The humble typo, the rise of the typosquatter and the words which fool the spellchecker

As well as creating and sharing content, I spend a lot of my time preparing and checking other people’s content before publication. So many of us are authors to some degree today – and whether it’s part of our job to write reports, press releases, company blog entries etc, whether we maintain a personal blog, or even if we just regularly participate in forums or Facebook/Twitter/LinkedIn, the written word is part of all of our lives and should be treated with respect. So it got me thinking about the humble typo…

Beware the tiresome ‘typo’
It goes without saying that in an ideal world, our written communications would all be grammatically correct, well punctuated, and free of the dreaded typo. Originally, a typographical error or ‘typo’ referred to a mistake introduced during the manual type-setting process hence ‘typographical’ error. But today we use the word typo to describe any mistake introduced in the typing process, whether it be due to carelessness, bad typing or just plain old ignorance… You might think, who cares, it’s only a tiny error, get a life! And, in a quick text to your sister this is true, it’s the message that’s important, not the perfect spelling. But in business communications any typos will stick out like a sore thumb, they will ruin the flow of your text, and they certainly won’t make your work appear professional. Would you trust a business whose website or brochure was peppered with grammar or spelling mistakes? I think not.

The rise of the ‘typosquatter’
The huge number of typos keyed in to the internet each and every day has even led to the creation of the ‘typosquatter’, which refers to someone who purchases URLs similar to a real domain, but which include a common spelling error, transposed or omitted letters, or a variant of the original. A recent prosecution involved a fake Wikipedia at www.wikapedia.com. These ‘typosquatter’ sites are often made to look like the real thing, the user is then asked to enter their details, maybe for a competition when they will have to call, surprise surprise, a premium rate number which could end up costing them hundreds of pounds. If you are not sure of the exact URL then always double check. That tiny typo could end up costing you dear!

The spellchecker is your friend (but not always your best one)
Spellcheckers are a brilliant invention, and are great at picking up misspellt words, but not so good when you have mistyped one word, and in the process created another. Also MS Word helpfully autocorrects your typos for you as you type, but not always into the word you wanted…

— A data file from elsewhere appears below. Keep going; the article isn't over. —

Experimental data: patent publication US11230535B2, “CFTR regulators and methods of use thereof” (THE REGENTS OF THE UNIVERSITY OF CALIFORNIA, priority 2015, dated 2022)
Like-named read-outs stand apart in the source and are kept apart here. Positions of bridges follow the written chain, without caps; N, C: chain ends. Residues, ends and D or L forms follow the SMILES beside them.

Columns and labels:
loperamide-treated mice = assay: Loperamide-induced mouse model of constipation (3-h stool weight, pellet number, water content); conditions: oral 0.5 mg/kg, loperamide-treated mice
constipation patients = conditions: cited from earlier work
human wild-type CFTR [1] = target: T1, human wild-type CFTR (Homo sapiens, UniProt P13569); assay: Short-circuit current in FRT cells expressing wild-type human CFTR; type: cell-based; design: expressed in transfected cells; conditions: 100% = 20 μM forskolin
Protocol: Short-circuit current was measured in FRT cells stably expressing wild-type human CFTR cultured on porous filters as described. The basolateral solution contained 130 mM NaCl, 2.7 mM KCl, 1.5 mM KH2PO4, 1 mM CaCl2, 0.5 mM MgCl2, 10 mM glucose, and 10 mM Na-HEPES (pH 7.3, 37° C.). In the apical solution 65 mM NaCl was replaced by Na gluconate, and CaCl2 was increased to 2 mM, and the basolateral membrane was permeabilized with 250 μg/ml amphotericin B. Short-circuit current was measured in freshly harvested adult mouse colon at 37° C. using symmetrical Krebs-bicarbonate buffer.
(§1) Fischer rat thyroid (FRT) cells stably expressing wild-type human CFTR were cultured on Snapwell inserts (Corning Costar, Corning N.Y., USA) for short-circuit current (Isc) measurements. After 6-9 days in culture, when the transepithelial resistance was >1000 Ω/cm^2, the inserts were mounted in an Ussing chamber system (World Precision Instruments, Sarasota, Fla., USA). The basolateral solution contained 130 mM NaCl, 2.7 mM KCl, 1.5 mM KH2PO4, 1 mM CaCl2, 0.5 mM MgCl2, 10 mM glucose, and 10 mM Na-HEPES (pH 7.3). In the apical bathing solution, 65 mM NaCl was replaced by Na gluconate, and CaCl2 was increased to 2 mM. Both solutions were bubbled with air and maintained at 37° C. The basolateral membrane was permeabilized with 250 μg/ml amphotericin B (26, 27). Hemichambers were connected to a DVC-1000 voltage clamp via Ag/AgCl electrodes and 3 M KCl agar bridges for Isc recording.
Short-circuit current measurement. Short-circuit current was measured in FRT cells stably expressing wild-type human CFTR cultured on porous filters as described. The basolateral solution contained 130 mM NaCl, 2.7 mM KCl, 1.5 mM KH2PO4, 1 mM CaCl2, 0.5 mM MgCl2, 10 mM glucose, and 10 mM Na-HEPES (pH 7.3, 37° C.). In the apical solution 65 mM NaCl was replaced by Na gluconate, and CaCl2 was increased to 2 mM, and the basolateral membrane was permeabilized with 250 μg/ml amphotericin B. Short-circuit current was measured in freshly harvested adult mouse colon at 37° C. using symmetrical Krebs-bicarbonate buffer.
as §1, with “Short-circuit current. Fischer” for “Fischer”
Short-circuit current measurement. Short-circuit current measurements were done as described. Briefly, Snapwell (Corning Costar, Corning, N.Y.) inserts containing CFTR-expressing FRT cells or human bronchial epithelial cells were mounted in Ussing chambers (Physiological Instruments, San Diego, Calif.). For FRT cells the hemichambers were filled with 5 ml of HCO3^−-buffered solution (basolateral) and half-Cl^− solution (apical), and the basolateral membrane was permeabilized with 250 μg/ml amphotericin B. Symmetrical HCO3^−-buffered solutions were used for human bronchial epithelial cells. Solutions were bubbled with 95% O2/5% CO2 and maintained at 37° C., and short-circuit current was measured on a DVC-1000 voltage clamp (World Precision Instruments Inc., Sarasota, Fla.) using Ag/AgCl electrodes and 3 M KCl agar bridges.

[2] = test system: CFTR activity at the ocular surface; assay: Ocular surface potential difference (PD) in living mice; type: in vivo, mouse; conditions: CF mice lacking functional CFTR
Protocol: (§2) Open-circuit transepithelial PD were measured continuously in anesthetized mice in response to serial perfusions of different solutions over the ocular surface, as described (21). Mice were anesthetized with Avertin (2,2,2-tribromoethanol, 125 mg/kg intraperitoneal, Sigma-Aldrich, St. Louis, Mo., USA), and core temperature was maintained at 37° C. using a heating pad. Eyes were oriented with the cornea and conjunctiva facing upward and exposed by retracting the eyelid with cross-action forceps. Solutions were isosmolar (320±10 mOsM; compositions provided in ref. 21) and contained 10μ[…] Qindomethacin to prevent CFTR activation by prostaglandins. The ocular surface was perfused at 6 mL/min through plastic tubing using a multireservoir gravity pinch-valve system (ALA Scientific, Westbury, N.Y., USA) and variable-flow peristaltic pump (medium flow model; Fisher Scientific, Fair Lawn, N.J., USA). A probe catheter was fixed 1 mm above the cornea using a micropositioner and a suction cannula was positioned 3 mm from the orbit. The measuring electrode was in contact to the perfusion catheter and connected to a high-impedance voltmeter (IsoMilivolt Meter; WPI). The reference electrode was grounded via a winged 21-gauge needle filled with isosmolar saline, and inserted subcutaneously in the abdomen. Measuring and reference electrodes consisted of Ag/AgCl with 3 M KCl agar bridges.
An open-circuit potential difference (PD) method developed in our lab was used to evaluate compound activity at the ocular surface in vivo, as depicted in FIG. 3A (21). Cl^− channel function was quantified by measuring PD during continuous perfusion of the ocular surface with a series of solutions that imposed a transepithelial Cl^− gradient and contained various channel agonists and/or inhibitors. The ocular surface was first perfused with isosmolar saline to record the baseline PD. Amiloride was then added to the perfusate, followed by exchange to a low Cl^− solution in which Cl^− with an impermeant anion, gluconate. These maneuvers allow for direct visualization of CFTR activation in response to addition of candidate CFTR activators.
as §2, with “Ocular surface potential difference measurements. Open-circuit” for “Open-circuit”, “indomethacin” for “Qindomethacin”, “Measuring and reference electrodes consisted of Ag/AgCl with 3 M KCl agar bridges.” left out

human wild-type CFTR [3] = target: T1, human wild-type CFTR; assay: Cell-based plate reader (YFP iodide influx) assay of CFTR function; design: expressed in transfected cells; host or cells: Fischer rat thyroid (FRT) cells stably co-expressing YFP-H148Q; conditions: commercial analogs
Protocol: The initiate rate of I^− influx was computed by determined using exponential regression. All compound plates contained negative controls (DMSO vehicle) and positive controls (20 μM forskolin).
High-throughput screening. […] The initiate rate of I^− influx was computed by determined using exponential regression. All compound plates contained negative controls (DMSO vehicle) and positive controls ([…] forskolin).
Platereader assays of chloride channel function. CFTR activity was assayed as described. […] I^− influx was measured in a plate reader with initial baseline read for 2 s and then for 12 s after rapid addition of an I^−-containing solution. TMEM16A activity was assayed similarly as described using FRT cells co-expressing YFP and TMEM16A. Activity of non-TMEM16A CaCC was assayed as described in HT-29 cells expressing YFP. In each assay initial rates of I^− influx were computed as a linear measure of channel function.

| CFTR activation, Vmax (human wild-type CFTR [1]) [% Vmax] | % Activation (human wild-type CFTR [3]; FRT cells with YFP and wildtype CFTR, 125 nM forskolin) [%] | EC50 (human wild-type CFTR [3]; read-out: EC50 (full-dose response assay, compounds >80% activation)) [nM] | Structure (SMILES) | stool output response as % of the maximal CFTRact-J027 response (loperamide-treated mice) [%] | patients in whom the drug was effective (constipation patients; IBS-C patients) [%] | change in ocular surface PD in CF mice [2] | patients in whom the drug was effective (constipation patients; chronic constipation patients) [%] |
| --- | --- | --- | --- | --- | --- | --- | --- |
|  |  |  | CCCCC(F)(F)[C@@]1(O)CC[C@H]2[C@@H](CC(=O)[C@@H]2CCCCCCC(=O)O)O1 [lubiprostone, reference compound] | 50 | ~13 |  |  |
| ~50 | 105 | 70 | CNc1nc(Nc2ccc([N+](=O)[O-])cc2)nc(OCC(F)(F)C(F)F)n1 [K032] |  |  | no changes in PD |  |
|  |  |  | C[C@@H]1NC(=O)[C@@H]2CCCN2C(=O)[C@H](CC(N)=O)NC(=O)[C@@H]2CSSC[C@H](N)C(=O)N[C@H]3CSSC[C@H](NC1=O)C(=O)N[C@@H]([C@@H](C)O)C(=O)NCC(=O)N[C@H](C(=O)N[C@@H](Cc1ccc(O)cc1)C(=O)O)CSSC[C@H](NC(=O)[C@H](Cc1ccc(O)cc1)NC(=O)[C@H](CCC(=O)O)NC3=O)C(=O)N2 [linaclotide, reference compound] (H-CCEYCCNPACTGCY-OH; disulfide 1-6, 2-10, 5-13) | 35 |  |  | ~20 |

People often transpose or omit letters when typing without noticing. Then when you read over your work afterwards, your brain is very good at seeing what it expects to see (especially so if you are the author) so it often glosses over the error. This is why, you should always use an extra pair of eyes before you publish your content, whether it be a friend, your business partner, or if you have the budget, an experienced editor or proofreader (like yours truly of course!). This is particularly important for printed content which cannot easily be corrected.

I have made a list of the most common errors I see when editing and proofing, so please pay extra attention when using the following words – as you are on your own… the spellchecker won’t spot these. I can honestly say that I see the first four errors in practically every manuscript I work on!

Top ten typos which your spellchecker won’t spot

being (instead of begin)
manger (instead of manager)
pubic (instead of public)
form (instead of from)
of  (instead of off)
you (instead of your)
its (instead of it’s)
quiet (instead of quite)
lose (instead of loose)
perfect (instead of prefect)

If you have any more terrible typos to add to my list then please add to my post.

Hope this was useful, until next time, Emma

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2 Responses to The humble typo, the rise of the typosquatter and the words which fool the spellchecker

  1. Usman Hasan says:

    Not all ‘typosquatters’ are premeditated ones. Gamil.com (based on the Arabic ‘Jameel’) were around for years but more recently found their business going through the roof, all thanks to the many careless typists looking for Gmail.com.

    Oh, and my spellchecker reckons ‘typosquatter’ is two words!

  2. Susan Hoy says:

    Particularly relevant when applying for jobs. If you declare you have excellent attention to detail you need to make sure there are no typos!

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